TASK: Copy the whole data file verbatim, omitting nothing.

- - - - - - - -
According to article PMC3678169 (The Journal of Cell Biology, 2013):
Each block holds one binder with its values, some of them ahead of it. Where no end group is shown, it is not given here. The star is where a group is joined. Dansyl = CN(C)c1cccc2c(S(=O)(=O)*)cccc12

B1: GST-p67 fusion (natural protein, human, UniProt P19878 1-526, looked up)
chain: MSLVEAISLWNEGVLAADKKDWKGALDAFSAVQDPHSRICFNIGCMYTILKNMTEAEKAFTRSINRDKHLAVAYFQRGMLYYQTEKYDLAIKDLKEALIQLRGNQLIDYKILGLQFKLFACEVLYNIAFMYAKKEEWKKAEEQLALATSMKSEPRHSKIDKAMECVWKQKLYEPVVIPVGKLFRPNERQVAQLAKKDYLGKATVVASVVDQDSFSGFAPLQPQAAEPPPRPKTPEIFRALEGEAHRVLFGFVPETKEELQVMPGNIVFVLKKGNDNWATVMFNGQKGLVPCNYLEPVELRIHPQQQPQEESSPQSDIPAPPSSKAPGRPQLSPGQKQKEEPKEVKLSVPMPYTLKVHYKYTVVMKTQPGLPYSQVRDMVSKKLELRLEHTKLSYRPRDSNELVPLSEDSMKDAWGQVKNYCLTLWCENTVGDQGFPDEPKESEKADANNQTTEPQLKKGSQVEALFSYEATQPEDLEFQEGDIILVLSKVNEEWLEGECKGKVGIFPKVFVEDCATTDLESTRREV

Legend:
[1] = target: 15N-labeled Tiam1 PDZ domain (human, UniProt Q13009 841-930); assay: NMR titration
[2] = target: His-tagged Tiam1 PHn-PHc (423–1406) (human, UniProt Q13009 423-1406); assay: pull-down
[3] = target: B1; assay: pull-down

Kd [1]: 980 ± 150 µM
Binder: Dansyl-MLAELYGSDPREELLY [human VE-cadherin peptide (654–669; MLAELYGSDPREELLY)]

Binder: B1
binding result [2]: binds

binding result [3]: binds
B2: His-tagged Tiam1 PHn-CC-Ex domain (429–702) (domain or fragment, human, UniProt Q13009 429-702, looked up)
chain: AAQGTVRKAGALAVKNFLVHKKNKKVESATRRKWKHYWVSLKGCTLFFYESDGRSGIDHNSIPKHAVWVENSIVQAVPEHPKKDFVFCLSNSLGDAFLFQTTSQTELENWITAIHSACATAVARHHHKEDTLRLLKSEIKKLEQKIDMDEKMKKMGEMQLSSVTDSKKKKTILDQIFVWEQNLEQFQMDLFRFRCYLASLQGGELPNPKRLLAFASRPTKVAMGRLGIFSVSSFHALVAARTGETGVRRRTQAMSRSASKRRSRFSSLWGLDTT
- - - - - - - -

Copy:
According to article PMC3678169 (The Journal of Cell Biology, 2013):
Each block holds one binder with its values, some of them ahead of it. Where no end group is shown, it is not given here. The star is where a group is joined. Dansyl = CN(C)c1cccc2c(S(=O)(=O)*)cccc12

B1: GST-p67 fusion (natural protein, human, UniProt P19878 1-526, looked up)
chain: MSLVEAISLWNEGVLAADKKDWKGALDAFSAVQDPHSRICFNIGCMYTILKNMTEAEKAFTRSINRDKHLAVAYFQRGMLYYQTEKYDLAIKDLKEALIQLRGNQLIDYKILGLQFKLFACEVLYNIAFMYAKKEEWKKAEEQLALATSMKSEPRHSKIDKAMECVWKQKLYEPVVIPVGKLFRPNERQVAQLAKKDYLGKATVVASVVDQDSFSGFAPLQPQAAEPPPRPKTPEIFRALEGEAHRVLFGFVPETKEELQVMPGNIVFVLKKGNDNWATVMFNGQKGLVPCNYLEPVELRIHPQQQPQEESSPQSDIPAPPSSKAPGRPQLSPGQKQKEEPKEVKLSVPMPYTLKVHYKYTVVMKTQPGLPYSQVRDMVSKKLELRLEHTKLSYRPRDSNELVPLSEDSMKDAWGQVKNYCLTLWCENTVGDQGFPDEPKESEKADANNQTTEPQLKKGSQVEALFSYEATQPEDLEFQEGDIILVLSKVNEEWLEGECKGKVGIFPKVFVEDCATTDLESTRREV

Legend:
[1] = target: 15N-labeled Tiam1 PDZ domain (human, UniProt Q13009 841-930); assay: NMR titration
[2] = target: His-tagged Tiam1 PHn-PHc (423–1406) (human, UniProt Q13009 423-1406); assay: pull-down
[3] = target: B1; assay: pull-down

Kd [1]: 980 ± 150 µM
Binder: Dansyl-MLAELYGSDPREELLY [human VE-cadherin peptide (654–669; MLAELYGSDPREELLY)]

Binder: B1
binding result [2]: binds

binding result [3]: binds
B2: His-tagged Tiam1 PHn-CC-Ex domain (429–702) (domain or fragment, human, UniProt Q13009 429-702, looked up)
chain: AAQGTVRKAGALAVKNFLVHKKNKKVESATRRKWKHYWVSLKGCTLFFYESDGRSGIDHNSIPKHAVWVENSIVQAVPEHPKKDFVFCLSNSLGDAFLFQTTSQTELENWITAIHSACATAVARHHHKEDTLRLLKSEIKKLEQKIDMDEKMKKMGEMQLSSVTDSKKKKTILDQIFVWEQNLEQFQMDLFRFRCYLASLQGGELPNPKRLLAFASRPTKVAMGRLGIFSVSSFHALVAARTGETGVRRRTQAMSRSASKRRSRFSSLWGLDTT